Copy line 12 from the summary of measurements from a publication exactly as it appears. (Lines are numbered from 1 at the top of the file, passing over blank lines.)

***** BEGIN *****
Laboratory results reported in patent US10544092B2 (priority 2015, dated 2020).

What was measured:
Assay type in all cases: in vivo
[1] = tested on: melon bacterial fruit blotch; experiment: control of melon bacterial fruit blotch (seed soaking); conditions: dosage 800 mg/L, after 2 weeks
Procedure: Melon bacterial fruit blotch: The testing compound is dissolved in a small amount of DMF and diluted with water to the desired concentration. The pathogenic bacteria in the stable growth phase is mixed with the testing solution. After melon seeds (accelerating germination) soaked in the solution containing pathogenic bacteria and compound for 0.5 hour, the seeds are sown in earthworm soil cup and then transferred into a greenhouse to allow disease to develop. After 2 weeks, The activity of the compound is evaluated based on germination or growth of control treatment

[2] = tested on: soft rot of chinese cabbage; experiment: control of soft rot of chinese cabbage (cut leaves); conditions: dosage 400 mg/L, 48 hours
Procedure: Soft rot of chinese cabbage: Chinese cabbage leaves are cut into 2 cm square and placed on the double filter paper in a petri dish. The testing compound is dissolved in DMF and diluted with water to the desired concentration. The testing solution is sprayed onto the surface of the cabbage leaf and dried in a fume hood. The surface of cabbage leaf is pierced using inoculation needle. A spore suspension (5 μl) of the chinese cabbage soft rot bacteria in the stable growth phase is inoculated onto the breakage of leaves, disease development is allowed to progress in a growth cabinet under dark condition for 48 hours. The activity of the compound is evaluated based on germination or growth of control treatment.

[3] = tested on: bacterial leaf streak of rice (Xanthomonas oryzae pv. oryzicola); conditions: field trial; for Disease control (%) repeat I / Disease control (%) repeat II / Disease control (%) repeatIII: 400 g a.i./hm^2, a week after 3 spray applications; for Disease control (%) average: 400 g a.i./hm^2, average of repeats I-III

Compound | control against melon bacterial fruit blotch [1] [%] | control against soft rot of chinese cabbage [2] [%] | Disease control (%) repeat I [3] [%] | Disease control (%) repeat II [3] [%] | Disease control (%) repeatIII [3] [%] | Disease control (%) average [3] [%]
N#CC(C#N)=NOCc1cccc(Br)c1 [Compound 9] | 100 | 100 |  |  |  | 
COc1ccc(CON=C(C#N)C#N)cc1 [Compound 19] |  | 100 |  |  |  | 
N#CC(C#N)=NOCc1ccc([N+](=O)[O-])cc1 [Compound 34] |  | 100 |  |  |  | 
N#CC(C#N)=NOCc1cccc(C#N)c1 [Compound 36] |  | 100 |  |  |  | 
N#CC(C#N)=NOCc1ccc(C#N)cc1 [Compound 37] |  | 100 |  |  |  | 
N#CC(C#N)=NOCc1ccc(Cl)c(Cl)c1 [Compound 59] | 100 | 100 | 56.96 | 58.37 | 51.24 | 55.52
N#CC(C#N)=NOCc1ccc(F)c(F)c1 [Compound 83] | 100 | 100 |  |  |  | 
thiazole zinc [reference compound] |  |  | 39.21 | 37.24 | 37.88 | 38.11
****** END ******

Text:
N#CC(C#N)=NOCc1ccc([N+](=O)[O-])cc1 [Compound 34] |  | 100 |  |  |  | 